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On July 11th, Moldovans went to the polls and voted decisively for change. President Maia Sandu’s Party of Action and Solidarity (PAS) won a landslide victory over their pro-Russian rival, the Communist and Socialist Block. PAS netted 63 seats in the nation’s 101 seat Parliament, giving them the largest single- party governing majority since 2005.[1]. While many commentators abroad frame the election results in terms of “East vs. West” geopolitical implications, the election turned on a very different issue.” Sunday’s vote demonstrated that in a nation torn between kleptocracy and the rule of law, the citizens of Moldova overwhelmingly voted for a future based on the rule of law.

Origins of an Election - Political and Constitutional Crisis
In June 2019, the oligarch Vladimir Plahotnuic fled Moldova on a private plane after a brief attempt to hold on to his seat in parliament following his loss in the February 2019 parliamentary elections. Prior to that election, Plahotnuic had effectively captured the state, wielding money, blackmail, and other threats to control the legislature, judiciary, and government. While Mr. Plahotnuic was nominally a “pro-European” figure politically, Moldovan citizens saw him differently. They understood that Plahotnuic’s main priority was to use the state to enrich himself and his inner circle. His use of state power for personal gain was particularly noteworthy in the “Theft of the Billion” in 2014, where businessman Ilan Shor, Mr. Plahotniuc, and other shadowy figures orchestrated the theft of one billion dollars from three of Moldova’s banks.

In June 2019, a coalition of last resort formed between Maia Sandu’s PAS party and President Igor Dodon’s Socialist Party, as well as smaller Parliamentary factions. This coalition ousted Plahotnuic’s Democratic Party from power and ruled for six months with Maia Sandu as prime minister. This fragile coalition collapsed when the Socialists refused Prime Minister Sandu’s attempt to install an anti-corruption General Prosecutor. Mr. Dodon, as President, then installed a “technocratic” government led by one of his chief advisors, Ion Chicu, as prime minister.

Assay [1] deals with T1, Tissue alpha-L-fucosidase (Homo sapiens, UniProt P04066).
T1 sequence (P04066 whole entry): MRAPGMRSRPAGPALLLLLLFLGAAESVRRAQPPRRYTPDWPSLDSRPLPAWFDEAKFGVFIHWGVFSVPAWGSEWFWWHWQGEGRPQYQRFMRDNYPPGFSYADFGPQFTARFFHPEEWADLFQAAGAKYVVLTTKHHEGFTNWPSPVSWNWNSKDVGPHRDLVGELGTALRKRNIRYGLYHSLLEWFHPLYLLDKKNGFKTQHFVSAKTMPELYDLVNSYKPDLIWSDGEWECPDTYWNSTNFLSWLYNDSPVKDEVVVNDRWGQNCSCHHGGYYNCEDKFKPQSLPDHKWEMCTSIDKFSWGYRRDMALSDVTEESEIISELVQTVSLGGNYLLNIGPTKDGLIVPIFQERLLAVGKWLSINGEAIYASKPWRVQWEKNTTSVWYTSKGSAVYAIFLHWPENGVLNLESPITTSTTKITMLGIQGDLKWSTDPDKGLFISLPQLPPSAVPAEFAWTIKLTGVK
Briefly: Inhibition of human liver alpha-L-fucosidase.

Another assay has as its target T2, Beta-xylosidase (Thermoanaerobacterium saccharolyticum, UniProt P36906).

The Chicu government’s tenure through the pandemic and resulting economic crisis proved to be catastrophic. Moldova was the only country in the region not to put any support measures in place for business and workers and was also the only country to raise taxes on restaurants and front-line businesses in a time of such crisis. President Dodon chose to seek reelection on the slogan “The President is Responsible” at the height of a pandemic and unaddressed economic crisis. This questionable messaging, and the failures of Mr. Dodon’s Chicu government, helped Maia Sandu sweep into victory in the November 2020 presidential elections, where she beat Mr. Dodon 58 percent to 42 percent. [2]

In her campaign against Mr. Dodon, Maia Sandu stressed some key priorities - fighting corruption, implementing economic reform, pursuing European integration, and making the institutions of the state work for the people. Since the office of president in Moldova is largely ceremonial and lacking significant power, she pledged to dissolve Parliament and call for new elections to implement her platform. Upon Sandu’s victory, Prime Minister Chicu and his cabinet abruptly resigned, opening the door for the promised elections. Yet while Mr. Dodon also campaigned on a promise to hold elections, his 16 point defeat made him reconsider the wisdom of that plan.

The following spring saw a political fight develop into a constitutional crisis. Mr. Dodon created a de-facto Parliamentary majority built from the Socialist Party and criminal fugitive Ilan Shor’s “Shor Party.” Together, these parties attempted to create a governing coalition in order to prevent parliamentary elections. At the same time, President Sandu repeatedly nominated her own candidates for prime minister that she knew would be unacceptable to the Socialists and their allies—the goal being that two no- confidence votes would automatically trigger elections. [3]  

What resulted was a sort of “battle of wills” between the two political leaders, with multiple failed votes to create a government and failed attempts to force the president to accept candidates from the Parliament. Finally, as the deadline for creating a government expired, the Constitutional Court recognized the president’s right to call elections. In a surprising and unprecedented move, the Socialists, the Shor Party, and the remnants of Mr. Plahotnuic’s parties in Parliament voted to remove the Chief Justice of the Constitutional Court and immediately swore in a Socialist Party loyalist as a successor. They intended to declare a state of emergency and govern with emergency powers in order to avoid an election. Since this move directly violated the Constitution, they needed to control the Constitutional Court.